From the perspective of intelligence and law enforcement, we might also ask, is it possible to tell which category of action an individual will move toward by examining an individual’s attitudes? More generally, can current attitudes predict the future political trajectory of a particular individual?
It turns out that the relationship between narrative and action is indeterminate. Few in the narrative pyramid ever move to action, and action is not necessarily motivated by belief in a narrative. I've sketched 12 mechanisms—at the micro, meso and macro levels—that we've identified. It turns out that ideology is one of those 12, and in quite a few cases ideology is not present at all. People engage in violence for a host of reasons that have nothing to do with ideology, so it's neither a necessary nor sufficient condition for violence.
When ideology is present, more often than not ideology becomes the justification and the rationale for the violence rather than the cause of the violence per se.
For policy purposes, we need to treat the problem of narrative and the problem of action as distinct problems. We see this as such in Canada, the problem of mass radicalization—that is to say, entire communities that are radicalized—is not really a problem. What we see is individuals who are radicalized. This is a question about those individuals who are sympathetic to violence.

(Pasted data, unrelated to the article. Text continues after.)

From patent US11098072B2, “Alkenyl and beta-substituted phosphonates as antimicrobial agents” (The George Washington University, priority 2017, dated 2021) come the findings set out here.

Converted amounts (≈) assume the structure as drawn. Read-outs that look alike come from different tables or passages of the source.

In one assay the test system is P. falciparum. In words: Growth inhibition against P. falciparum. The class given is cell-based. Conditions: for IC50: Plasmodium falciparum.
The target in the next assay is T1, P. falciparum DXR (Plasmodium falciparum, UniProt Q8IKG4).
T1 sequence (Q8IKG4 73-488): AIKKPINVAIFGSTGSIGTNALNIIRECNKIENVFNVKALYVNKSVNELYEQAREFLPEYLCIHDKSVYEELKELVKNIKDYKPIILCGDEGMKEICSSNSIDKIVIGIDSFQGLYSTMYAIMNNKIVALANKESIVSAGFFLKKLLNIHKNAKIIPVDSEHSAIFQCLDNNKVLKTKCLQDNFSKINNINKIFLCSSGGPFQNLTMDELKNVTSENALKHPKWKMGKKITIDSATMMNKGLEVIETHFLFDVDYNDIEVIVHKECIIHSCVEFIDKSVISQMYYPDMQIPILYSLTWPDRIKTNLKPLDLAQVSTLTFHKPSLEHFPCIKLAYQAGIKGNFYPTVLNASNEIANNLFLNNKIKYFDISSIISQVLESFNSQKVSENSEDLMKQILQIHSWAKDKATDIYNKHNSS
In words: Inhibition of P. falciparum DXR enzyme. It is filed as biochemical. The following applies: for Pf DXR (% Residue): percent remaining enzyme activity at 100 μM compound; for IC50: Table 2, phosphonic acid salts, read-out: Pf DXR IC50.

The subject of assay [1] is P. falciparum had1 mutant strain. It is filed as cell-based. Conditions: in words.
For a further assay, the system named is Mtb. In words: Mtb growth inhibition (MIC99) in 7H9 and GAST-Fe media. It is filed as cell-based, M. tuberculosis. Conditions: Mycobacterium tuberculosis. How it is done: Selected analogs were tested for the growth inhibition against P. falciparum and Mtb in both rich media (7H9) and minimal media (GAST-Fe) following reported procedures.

I would say that in terms of those investigations—I explained this in my brief—we don't have a particularly great track record in terms of the RCMP and success of the RCMP.
Democracy is on a slippery slope when we merely hold political beliefs that, however objectionable they may be, end up being equated with criminal behaviour. With the exception of a few offences such as incitement and hate speech that cross into the criminal realm, the hallmark of democracy is to police criminal action, not opinions.
Generally speaking, radicalization per se—a shift in beliefs, feelings and actions towards increased support for one side or the other—is not a problem. The challenge and test for democracy always comes at the margins.
I would conclude by saying that overplaying and politicizing the threat of IMVE by going after a needle in a haystack.... A better approach would be for the government to improve how Canada is postured to detect, disrupt, contain and deter against the full spectrum of national security threats in the first place. To that effect, we can focus on federal police reform to make federal police more functional, with a foreign human intelligence service and a dedicated criminal intelligence service.
There are many far greater threat vectors to public safety that Canadian communities confront day in and day out. They are from non-conventional threats by state and non-state actors such as cyber, and conventional threats such as organized crime, money laundering and the like, on which a government concerned about national security could take concerted action that would have far more direct and immediate impacts on public safety than IMVE.